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It’s safe to say that Ja Morant will finally receive ample punishment for waving firearms around on social media. At least based on NBA Commissioner Adam Silver’s reaction.
Shortly after the video of Silver’s reaction dropped, Ja Morant’s PR team went into crisis mode and issued an apology.
NBA Commissioner Left Shocked By Ja Morant’s Latest Gun Video
Speaking with ESPN’s Malika Andrews, Silver made his first public comments on the video from May 14 showing Morant holding a firearm with longtime friend Davonte Pack. Two months after his incident at Shotgun Willie’s that forced Morant to step away from basketball and engage in a months-long PR nightmare, Morant was back to being reckless online.
The first time he got caught, Morant was slapped on the wrist with an eight-game suspension by the Association. This time around, expect “the worst” regarding a punishment.
“Honestly, I was shocked when I saw this weekend that video,” Silver shared Tuesday night, ahead of the Lakers and Nuggets Western Conference Finals game. “Now, we’re in the process of investigating it, and we’ll figure out exactly what happened to the best we can. The video is a bit grainy and all that, but I’m assuming the worst.”
READ: JA MORANT MANAGES TO GET SUSPENDED DURING OFFSEASON AFTER FLASHING GUN ON INSTAGRAM FOR SECOND TIME IN THREE MONTHS
Silver attested to believing Morant was a changed man during their sit-down on Mar. 15.
“We talked directly about the consequences first,” Silver added. “Before we got to a subsequent potential to have done something wrong, we were very focused on the misconduct that was in front of us at the time. Frankly, most of our conversation was about how incredibly serious the first incident was of waving a firearm on social media.”
Ja Morant Hasn’t Changed, Continues Down Dark Path
After a brief stint at a Floridian counseling program — listening to wind chimes and bonding with his yoga mat — Morant said he was ready to return to play, claiming he had learned his lesson.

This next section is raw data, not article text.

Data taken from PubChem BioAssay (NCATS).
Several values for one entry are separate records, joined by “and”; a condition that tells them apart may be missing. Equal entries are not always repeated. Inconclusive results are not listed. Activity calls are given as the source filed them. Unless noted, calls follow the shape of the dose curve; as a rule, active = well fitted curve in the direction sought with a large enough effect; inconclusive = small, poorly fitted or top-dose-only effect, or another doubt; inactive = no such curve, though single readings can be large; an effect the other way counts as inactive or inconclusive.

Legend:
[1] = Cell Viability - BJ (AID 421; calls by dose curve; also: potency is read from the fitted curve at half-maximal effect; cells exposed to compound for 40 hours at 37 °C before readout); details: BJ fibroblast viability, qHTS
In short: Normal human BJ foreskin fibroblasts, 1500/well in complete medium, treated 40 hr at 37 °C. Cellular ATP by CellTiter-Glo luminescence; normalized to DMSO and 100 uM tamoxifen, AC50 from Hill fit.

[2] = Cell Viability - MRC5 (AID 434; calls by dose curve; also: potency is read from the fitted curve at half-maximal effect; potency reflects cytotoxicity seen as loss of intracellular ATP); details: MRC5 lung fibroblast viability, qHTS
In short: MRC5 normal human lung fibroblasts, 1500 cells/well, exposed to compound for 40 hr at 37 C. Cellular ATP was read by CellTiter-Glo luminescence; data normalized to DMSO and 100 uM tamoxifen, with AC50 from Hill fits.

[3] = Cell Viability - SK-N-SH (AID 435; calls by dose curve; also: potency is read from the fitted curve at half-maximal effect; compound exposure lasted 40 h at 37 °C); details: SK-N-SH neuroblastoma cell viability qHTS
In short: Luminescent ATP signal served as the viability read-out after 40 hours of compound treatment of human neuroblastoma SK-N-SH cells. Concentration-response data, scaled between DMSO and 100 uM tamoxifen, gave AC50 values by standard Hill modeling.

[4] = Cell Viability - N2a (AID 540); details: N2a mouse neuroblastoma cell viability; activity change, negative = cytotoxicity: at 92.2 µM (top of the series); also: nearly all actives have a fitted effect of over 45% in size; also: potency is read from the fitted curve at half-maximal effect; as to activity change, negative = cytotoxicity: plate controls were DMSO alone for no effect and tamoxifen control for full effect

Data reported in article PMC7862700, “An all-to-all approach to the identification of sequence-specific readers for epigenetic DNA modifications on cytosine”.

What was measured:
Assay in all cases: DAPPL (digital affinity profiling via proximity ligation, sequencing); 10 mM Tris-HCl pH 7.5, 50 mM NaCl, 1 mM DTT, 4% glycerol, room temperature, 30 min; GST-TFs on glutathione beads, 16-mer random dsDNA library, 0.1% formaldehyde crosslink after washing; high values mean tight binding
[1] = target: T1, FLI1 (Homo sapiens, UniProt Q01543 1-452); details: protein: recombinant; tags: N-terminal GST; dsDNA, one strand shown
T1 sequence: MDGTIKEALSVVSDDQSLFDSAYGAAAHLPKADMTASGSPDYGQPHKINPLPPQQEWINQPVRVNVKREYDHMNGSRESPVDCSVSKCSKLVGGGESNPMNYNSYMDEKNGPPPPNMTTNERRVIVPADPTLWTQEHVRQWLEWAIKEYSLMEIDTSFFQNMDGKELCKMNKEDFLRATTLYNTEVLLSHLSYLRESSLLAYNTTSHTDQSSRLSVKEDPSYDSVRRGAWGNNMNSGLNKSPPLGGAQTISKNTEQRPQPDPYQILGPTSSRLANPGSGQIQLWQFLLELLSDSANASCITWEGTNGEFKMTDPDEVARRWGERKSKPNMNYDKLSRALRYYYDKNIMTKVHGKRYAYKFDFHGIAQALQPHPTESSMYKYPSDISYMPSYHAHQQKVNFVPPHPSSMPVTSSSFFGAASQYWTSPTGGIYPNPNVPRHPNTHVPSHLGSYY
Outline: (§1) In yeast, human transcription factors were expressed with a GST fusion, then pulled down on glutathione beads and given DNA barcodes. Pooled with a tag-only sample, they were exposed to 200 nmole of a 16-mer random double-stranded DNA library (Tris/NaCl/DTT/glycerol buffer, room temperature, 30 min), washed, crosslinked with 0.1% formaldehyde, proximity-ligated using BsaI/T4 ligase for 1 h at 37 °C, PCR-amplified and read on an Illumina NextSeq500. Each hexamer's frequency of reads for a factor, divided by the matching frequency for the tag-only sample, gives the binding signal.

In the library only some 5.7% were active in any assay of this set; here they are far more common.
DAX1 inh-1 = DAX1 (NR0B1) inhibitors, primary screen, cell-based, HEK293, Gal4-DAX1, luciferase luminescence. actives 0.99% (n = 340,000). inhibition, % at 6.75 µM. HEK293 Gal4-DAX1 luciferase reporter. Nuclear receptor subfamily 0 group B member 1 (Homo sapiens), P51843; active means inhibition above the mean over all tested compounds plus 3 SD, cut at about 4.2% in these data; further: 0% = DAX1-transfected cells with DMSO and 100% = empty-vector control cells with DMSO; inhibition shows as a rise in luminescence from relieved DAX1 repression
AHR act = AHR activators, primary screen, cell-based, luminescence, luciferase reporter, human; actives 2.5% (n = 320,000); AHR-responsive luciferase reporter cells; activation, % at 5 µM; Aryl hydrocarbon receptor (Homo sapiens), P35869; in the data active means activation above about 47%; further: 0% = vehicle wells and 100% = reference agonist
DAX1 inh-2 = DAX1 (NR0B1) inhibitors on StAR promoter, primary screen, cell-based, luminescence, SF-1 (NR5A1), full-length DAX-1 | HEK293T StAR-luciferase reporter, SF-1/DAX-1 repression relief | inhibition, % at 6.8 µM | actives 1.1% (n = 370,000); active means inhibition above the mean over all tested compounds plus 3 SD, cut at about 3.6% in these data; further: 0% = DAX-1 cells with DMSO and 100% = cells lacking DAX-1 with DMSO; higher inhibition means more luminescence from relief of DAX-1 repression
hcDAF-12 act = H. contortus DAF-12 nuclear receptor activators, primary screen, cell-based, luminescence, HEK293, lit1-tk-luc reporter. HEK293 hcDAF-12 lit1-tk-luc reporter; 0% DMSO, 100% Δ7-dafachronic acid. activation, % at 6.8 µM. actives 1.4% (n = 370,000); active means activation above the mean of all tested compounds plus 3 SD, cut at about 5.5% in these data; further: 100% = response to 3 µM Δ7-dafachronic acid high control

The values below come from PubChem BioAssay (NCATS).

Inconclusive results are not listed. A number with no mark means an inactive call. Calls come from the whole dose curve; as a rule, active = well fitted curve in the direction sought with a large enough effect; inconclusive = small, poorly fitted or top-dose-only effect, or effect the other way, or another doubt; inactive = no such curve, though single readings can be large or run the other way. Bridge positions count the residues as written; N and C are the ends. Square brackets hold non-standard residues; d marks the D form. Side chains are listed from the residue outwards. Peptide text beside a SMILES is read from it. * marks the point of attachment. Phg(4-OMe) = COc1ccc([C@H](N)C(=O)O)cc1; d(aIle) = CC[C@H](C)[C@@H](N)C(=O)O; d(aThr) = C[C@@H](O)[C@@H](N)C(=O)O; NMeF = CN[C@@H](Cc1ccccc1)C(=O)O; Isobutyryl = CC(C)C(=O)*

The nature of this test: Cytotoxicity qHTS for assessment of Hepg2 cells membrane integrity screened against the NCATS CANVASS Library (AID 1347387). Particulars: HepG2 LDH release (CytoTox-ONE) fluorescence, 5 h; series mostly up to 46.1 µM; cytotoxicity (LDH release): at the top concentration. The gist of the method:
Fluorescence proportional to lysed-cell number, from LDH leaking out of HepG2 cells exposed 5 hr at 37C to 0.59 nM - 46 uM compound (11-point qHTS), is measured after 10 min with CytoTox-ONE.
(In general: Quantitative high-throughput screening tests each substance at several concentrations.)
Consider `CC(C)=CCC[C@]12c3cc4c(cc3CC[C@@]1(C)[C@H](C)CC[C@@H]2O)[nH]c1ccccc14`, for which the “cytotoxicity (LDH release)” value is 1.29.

Morant, in the third-person, spoke to ESPN’s Jalen Rose in his first tell-all since his days-long trip to the Sunshine State. He himself acknowledged that kids watch his behavior and that “Ja” shouldn’t be waving guns around on live video.
Or pointing laser-dotted sights at Pacers personnel; threatening a mall cop at a Foot Locker; or punching teenagers over a heated pickup game.
All of those true, by the way.
Silver added, “Again, the consequences there — an eight-game suspension — was pretty serious and something that he, at least to me, seemed to take incredibly seriously in that time.
“And we spoke for a long time about not just the consequences that could have on his career, but the safety issues around it — [Morant] could’ve injured, maimed, killed himself, someone else with an act like that — and also the acknowledgment that he’s a star.
“He has an incredibly huge following, and [we discussed] my concern — and I thought he shared with me — that millions if not tens of millions, of kids globally would have seen him do something that was celebrating in a way that act of using a firearm in that fashion. … So I at least was left with the sense that he was taking this incredibly serious.”
Softball Punishment By NBA Leads To Another Offense
Speculation of the 23-year-old’s upcoming punishment has ranged from missing half of the season to the entire year. He issued the apology on Tuesday after Silver’s reaction aired.
Morant said, “I know I’ve disappointed a lot of people who have supported me. This is a journey and I recognize there is more work to do. My words may not mean much right now, but I take full accountability for my actions. I’m committed to continuing to work on myself.”
Considering Morant’s status as one of the game’s brightest stars, most fans agree that it’s worth teaching him his lesson one year with a true punishment so that he doesn’t sabotage a potentially Hall of Fame career.
Ask most guys at ESPN, and they’ll probably say the video was not a grave offense by Morant. NBA analyst J.J. Redick — eying NBA head coaching interviews — said Morant deserves only 25 games for his second appearance with a firearm.
Let’s see how the player-driven league responds.
Follow Alejandro Avila on Twitter: @AlejandroAveela
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One CommentLeave a Reply
I’m sure I’m in the minority here but I’ve never been a fan of suspensions for stuff people do in their personal time. Other consequences like losing endorsements or a team choosing not to sign a player make sense to me. But the suspensions tend to be an appeal to the hand wringing crowd.